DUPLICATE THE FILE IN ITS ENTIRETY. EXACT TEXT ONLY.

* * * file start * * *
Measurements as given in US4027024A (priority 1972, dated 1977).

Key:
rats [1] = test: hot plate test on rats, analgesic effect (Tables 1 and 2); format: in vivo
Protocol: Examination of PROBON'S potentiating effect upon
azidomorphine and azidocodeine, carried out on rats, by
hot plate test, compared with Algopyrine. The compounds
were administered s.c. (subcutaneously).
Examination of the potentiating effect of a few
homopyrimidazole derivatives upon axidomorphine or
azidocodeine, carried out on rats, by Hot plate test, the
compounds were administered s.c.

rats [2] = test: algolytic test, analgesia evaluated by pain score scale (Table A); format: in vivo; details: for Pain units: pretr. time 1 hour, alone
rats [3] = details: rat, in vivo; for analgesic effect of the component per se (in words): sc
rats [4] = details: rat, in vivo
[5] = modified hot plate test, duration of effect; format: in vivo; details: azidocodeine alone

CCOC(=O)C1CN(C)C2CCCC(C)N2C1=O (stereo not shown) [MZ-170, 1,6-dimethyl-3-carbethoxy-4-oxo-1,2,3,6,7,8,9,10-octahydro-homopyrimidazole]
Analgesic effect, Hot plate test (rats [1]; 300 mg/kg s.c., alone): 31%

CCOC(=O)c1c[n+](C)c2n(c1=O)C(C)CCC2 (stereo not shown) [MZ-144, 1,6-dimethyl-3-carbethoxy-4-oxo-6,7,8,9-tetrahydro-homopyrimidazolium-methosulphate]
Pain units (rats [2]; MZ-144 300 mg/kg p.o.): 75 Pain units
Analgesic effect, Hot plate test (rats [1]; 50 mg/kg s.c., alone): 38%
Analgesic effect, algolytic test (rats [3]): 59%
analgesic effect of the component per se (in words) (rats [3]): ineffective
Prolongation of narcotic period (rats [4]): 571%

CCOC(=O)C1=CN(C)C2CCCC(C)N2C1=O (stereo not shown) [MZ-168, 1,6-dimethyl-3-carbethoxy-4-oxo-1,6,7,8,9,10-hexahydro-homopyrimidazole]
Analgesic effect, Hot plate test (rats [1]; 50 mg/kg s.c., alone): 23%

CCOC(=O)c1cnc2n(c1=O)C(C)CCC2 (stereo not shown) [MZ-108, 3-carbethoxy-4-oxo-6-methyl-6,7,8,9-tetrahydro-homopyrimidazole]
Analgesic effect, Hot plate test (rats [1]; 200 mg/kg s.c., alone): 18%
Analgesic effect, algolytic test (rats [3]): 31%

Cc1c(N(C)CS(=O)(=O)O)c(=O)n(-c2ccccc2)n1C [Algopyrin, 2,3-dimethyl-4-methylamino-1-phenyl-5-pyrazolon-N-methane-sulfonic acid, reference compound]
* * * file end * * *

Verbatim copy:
Measurements as given in US4027024A (priority 1972, dated 1977).

Key:
rats [1] = test: hot plate test on rats, analgesic effect (Tables 1 and 2); format: in vivo
Protocol: Examination of PROBON'S potentiating effect upon
azidomorphine and azidocodeine, carried out on rats, by
hot plate test, compared with Algopyrine. The compounds
were administered s.c. (subcutaneously).
Examination of the potentiating effect of a few
homopyrimidazole derivatives upon axidomorphine or
azidocodeine, carried out on rats, by Hot plate test, the
compounds were administered s.c.

rats [2] = test: algolytic test, analgesia evaluated by pain score scale (Table A); format: in vivo; details: for Pain units: pretr. time 1 hour, alone
rats [3] = details: rat, in vivo; for analgesic effect of the component per se (in words): sc
rats [4] = details: rat, in vivo
[5] = modified hot plate test, duration of effect; format: in vivo; details: azidocodeine alone

CCOC(=O)C1CN(C)C2CCCC(C)N2C1=O (stereo not shown) [MZ-170, 1,6-dimethyl-3-carbethoxy-4-oxo-1,2,3,6,7,8,9,10-octahydro-homopyrimidazole]
Analgesic effect, Hot plate test (rats [1]; 300 mg/kg s.c., alone): 31%

CCOC(=O)c1c[n+](C)c2n(c1=O)C(C)CCC2 (stereo not shown) [MZ-144, 1,6-dimethyl-3-carbethoxy-4-oxo-6,7,8,9-tetrahydro-homopyrimidazolium-methosulphate]
Pain units (rats [2]; MZ-144 300 mg/kg p.o.): 75 Pain units
Analgesic effect, Hot plate test (rats [1]; 50 mg/kg s.c., alone): 38%
Analgesic effect, algolytic test (rats [3]): 59%
analgesic effect of the component per se (in words) (rats [3]): ineffective
Prolongation of narcotic period (rats [4]): 571%

CCOC(=O)C1=CN(C)C2CCCC(C)N2C1=O (stereo not shown) [MZ-168, 1,6-dimethyl-3-carbethoxy-4-oxo-1,6,7,8,9,10-hexahydro-homopyrimidazole]
Analgesic effect, Hot plate test (rats [1]; 50 mg/kg s.c., alone): 23%

CCOC(=O)c1cnc2n(c1=O)C(C)CCC2 (stereo not shown) [MZ-108, 3-carbethoxy-4-oxo-6-methyl-6,7,8,9-tetrahydro-homopyrimidazole]
Analgesic effect, Hot plate test (rats [1]; 200 mg/kg s.c., alone): 18%
Analgesic effect, algolytic test (rats [3]): 31%

Cc1c(N(C)CS(=O)(=O)O)c(=O)n(-c2ccccc2)n1C [Algopyrin, 2,3-dimethyl-4-methylamino-1-phenyl-5-pyrazolon-N-methane-sulfonic acid, reference compound]